— I put a lot of effort into getting an overview of the Russian market of young players. I follow matches live and I watch them in TV or on the Internet. Additionally, I often ask our scouts about different players, schools and academies. I also visited our youth team`s training camp in Turkey for a few days, and I try to spend as much time as possible in our academy. In general there are a lot of talents in Russia, but it seems that most of these talented young players have their difficulties in the age between 18 and 21, when leaving their youth teams and getting a spot in the first teams. The transition from youth football to adult football is not easy to handle for the players and for the clubs. Those players who don`t make it directly to the Russian Premier League seem to have great problems gaining ground in the FNL. A lot of clubs have other goals than developing young talents. For example, the FNL clubs usually prefer a lot of older, mature, and experienced players in their line-up. We, as Zenit, have to face the problem, and we need to find solutions to provide our talents with match practice at the highest possible level.
— Basel has an interesting principle: According to Georg Heitz, “When signing a player from, say, an African country, we always have in mind that the team must have at least one more player from the same region, or from a region with a similar language, customs and culture. Foreigners in the club should not feel lonely, or isolated, because it doesn`t contribute to good results." Do you agree with this approach?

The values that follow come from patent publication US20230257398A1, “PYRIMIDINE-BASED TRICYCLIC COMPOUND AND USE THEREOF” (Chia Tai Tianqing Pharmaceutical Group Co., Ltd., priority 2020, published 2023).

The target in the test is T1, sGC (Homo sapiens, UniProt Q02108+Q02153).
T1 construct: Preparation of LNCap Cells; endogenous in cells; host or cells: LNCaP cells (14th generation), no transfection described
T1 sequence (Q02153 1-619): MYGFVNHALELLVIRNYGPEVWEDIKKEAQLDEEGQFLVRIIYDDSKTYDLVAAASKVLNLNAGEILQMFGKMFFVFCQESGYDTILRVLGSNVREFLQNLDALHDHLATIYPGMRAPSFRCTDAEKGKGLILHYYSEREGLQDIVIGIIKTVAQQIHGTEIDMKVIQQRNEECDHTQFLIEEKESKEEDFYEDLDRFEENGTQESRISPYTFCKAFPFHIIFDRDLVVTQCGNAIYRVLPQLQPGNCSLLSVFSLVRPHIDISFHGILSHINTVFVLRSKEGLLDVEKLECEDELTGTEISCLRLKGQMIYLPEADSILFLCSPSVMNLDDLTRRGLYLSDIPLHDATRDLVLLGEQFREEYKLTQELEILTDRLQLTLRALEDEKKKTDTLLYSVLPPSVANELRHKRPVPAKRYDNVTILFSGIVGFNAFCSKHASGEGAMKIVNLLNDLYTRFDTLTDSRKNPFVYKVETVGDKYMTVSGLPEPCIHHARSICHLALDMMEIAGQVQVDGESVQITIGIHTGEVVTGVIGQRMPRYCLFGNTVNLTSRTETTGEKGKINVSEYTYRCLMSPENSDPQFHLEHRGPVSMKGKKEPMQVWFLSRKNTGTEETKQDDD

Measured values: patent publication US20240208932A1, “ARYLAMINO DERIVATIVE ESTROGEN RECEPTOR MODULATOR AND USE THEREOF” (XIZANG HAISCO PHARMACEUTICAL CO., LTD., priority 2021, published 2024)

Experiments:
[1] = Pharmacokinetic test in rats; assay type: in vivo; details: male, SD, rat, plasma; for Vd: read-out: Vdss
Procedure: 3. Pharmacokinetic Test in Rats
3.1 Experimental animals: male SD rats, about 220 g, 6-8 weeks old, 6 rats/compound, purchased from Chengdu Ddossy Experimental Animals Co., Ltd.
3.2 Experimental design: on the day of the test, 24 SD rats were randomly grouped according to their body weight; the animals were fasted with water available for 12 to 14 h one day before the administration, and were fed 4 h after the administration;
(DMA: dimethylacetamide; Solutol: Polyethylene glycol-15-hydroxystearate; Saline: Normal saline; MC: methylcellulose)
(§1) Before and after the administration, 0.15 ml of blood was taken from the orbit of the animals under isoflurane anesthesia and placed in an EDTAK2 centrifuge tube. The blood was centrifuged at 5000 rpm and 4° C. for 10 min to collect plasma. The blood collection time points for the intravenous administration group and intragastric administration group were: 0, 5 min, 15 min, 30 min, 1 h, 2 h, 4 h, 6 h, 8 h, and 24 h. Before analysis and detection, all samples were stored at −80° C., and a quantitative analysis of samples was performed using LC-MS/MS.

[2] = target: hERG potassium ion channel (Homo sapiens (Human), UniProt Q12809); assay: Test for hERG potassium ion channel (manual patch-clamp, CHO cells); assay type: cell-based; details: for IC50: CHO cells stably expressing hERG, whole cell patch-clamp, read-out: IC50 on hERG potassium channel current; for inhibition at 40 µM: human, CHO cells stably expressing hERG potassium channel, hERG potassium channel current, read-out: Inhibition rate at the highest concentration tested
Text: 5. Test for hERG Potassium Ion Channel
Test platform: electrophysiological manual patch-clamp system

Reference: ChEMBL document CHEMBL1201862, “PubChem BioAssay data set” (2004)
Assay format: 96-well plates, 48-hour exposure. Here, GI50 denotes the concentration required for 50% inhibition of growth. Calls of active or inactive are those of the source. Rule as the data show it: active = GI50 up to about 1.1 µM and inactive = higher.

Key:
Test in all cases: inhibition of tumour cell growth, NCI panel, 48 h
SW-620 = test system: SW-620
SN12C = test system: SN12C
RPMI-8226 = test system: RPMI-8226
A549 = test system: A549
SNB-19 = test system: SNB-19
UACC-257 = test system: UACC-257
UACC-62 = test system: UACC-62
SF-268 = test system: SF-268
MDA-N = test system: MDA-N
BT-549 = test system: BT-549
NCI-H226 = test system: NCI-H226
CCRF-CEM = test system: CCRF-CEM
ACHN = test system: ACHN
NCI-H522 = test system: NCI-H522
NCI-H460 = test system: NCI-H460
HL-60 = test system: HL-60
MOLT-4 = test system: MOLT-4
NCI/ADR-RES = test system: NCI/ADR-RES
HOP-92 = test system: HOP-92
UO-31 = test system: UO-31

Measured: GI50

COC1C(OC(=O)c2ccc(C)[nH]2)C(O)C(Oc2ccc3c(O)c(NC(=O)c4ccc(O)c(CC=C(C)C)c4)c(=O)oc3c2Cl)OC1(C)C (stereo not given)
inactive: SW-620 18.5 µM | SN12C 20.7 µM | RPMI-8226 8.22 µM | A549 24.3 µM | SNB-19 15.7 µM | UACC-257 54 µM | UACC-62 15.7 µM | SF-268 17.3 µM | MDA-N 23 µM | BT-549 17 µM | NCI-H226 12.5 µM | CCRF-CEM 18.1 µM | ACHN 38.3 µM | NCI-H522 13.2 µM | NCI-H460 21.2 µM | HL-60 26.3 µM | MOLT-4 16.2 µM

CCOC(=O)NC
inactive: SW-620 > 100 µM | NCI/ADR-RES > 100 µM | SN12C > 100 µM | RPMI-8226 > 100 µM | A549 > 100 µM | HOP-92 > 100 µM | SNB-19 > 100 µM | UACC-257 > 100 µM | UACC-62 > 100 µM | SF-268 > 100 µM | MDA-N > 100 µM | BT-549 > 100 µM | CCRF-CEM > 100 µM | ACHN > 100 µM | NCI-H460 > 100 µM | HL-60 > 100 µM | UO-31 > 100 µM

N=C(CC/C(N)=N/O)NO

— I think this approach makes total sense. If you follow our signings, you`ll see that we also look at these facts. We`ve learned a lot through our own experience and sociology.
— Basel`s motivation is to play in UEFA competitions as long as possible in order to earn more money. Zenit`s motivation is to win every tournament. Whose motivation is greater?
— In general the chance to advance to the last 8 of the Europe League is a lot of motivation for both teams. In contrast to Basel, we`re playing the deciding match at home, at Petrovsky, and we`ll have the chance to decide the match today and the aggregate score in front of our fans and supporters. This gives us a lot more motivation.